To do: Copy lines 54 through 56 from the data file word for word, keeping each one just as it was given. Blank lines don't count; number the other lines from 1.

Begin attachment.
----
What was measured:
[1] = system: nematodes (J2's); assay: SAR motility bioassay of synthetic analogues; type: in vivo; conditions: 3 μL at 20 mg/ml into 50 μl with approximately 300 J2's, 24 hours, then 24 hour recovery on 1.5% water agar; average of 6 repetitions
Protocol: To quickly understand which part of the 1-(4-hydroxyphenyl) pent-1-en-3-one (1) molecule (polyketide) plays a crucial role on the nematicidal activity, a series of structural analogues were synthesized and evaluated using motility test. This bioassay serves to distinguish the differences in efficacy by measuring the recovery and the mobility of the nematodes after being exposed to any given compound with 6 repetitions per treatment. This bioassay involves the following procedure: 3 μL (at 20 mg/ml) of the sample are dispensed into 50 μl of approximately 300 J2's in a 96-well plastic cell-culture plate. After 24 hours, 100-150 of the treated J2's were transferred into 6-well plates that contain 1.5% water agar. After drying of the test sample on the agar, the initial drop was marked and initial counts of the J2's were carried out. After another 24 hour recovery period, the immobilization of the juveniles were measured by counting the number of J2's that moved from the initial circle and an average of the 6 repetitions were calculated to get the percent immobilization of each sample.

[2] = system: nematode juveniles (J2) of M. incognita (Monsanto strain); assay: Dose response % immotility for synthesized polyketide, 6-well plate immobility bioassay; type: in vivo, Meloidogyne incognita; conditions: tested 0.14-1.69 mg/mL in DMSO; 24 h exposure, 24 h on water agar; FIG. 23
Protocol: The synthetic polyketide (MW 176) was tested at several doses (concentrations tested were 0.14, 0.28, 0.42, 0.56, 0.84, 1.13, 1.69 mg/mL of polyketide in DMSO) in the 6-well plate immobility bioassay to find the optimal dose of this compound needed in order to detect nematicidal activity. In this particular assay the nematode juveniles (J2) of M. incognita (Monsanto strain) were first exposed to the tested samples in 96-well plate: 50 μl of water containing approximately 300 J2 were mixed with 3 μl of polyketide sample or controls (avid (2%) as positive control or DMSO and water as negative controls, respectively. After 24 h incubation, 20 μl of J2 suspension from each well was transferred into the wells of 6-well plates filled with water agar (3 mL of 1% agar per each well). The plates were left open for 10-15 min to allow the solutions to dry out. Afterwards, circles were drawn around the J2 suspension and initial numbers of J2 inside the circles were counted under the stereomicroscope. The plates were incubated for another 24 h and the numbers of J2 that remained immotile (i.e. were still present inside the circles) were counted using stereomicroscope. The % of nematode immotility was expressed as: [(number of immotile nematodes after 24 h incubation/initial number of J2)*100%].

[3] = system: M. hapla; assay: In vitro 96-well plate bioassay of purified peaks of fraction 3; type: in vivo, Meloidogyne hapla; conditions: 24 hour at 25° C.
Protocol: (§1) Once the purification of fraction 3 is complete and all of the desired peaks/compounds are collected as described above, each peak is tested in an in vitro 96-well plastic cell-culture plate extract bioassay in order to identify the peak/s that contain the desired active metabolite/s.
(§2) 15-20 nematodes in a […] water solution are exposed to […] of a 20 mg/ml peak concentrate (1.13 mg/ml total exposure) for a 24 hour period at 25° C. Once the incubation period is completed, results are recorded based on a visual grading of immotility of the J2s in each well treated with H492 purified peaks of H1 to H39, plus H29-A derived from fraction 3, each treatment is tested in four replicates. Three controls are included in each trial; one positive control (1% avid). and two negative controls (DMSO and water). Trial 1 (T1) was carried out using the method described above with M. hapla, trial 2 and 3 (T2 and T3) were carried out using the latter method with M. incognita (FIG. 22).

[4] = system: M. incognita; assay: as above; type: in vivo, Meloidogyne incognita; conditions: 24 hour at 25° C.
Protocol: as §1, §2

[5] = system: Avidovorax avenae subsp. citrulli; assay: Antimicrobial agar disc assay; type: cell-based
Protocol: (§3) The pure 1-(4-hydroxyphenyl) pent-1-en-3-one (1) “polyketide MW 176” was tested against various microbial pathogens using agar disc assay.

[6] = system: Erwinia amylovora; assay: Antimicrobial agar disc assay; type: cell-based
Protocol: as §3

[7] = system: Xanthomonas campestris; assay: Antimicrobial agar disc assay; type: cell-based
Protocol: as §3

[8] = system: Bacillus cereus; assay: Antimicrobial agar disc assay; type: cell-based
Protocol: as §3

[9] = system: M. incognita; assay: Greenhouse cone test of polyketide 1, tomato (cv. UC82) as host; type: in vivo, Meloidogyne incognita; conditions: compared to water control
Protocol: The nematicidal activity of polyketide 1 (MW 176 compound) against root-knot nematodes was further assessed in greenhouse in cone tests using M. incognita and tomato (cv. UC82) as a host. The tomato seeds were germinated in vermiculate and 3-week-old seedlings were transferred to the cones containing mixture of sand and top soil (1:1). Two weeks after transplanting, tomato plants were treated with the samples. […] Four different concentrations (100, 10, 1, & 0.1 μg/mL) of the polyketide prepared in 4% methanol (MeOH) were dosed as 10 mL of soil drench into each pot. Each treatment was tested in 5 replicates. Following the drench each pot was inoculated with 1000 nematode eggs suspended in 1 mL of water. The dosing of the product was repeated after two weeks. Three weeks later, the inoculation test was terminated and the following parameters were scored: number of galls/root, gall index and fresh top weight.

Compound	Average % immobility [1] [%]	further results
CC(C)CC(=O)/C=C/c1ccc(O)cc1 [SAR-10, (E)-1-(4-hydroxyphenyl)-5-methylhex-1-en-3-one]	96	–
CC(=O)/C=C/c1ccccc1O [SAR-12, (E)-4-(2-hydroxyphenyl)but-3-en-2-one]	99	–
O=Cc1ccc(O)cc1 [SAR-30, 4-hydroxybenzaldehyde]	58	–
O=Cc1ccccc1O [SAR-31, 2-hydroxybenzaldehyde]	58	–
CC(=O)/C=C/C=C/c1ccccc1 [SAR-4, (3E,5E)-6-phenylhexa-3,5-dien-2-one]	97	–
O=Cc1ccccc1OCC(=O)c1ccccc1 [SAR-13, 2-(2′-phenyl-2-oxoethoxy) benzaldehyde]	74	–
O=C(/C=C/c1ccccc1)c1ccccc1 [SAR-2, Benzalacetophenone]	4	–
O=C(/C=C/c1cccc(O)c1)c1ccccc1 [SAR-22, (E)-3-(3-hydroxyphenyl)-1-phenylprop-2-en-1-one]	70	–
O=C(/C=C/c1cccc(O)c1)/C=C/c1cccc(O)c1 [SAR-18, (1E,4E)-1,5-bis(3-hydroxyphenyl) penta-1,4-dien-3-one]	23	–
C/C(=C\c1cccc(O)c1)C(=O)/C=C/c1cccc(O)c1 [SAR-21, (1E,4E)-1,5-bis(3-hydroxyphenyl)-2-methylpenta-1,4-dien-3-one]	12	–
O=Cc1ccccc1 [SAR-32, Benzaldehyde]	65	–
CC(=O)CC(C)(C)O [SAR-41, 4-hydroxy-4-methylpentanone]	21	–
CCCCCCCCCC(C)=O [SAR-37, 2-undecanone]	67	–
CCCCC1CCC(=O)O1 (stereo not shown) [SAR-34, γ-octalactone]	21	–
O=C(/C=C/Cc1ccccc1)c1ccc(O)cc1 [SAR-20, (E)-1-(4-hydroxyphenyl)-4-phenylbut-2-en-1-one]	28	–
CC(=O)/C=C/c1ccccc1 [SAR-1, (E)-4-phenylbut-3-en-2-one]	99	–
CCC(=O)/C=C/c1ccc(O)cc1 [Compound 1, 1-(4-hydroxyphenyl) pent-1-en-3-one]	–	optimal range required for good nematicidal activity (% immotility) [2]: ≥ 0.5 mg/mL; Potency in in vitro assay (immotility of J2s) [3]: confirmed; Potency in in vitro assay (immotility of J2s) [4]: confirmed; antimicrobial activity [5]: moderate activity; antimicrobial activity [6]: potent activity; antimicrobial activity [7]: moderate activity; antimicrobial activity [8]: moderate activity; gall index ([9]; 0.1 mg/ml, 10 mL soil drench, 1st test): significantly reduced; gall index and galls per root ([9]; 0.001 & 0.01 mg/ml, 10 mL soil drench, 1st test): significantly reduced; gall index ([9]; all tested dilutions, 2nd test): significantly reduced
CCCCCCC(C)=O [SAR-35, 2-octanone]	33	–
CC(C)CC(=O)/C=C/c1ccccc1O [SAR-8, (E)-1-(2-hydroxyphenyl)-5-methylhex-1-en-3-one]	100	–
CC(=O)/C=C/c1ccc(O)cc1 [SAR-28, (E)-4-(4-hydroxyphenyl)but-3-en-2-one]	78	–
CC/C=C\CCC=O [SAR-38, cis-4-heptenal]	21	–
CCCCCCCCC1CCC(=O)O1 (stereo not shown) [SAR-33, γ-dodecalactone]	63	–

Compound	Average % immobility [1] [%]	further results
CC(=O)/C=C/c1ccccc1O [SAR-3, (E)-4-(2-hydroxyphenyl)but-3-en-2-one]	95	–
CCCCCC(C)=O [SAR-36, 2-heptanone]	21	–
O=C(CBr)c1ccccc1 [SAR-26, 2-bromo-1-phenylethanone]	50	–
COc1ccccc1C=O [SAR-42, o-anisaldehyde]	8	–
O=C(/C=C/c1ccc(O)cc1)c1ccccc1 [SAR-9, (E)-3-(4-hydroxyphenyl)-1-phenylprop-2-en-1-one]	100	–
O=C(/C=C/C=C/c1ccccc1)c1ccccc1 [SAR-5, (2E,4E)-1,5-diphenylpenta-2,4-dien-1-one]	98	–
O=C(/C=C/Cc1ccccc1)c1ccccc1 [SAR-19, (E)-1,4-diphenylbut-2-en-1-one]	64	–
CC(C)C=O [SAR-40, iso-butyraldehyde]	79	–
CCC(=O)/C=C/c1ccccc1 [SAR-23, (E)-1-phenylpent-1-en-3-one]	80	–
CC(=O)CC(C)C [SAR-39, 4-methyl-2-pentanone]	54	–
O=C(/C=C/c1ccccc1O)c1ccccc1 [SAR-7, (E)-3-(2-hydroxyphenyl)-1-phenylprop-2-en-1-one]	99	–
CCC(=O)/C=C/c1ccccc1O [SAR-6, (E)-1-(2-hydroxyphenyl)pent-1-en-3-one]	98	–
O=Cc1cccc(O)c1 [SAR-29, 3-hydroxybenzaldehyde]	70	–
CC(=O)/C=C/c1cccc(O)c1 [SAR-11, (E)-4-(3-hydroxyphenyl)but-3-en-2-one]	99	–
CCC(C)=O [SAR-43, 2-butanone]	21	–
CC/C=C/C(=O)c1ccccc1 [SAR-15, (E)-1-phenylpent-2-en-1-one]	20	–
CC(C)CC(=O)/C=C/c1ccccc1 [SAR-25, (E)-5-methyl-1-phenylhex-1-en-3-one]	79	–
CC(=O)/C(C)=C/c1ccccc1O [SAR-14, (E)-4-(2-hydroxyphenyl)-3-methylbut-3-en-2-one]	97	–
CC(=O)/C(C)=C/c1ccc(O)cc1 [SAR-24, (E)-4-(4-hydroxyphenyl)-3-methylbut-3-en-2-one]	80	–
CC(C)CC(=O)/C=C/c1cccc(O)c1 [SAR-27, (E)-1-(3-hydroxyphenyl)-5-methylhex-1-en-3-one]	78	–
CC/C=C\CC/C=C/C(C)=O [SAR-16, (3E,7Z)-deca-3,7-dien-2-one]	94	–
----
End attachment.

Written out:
CC(=O)CC(C)C [SAR-39, 4-methyl-2-pentanone]	54	–
O=C(/C=C/c1ccccc1O)c1ccccc1 [SAR-7, (E)-3-(2-hydroxyphenyl)-1-phenylprop-2-en-1-one]	99	–
CCC(=O)/C=C/c1ccccc1O [SAR-6, (E)-1-(2-hydroxyphenyl)pent-1-en-3-one]	98	–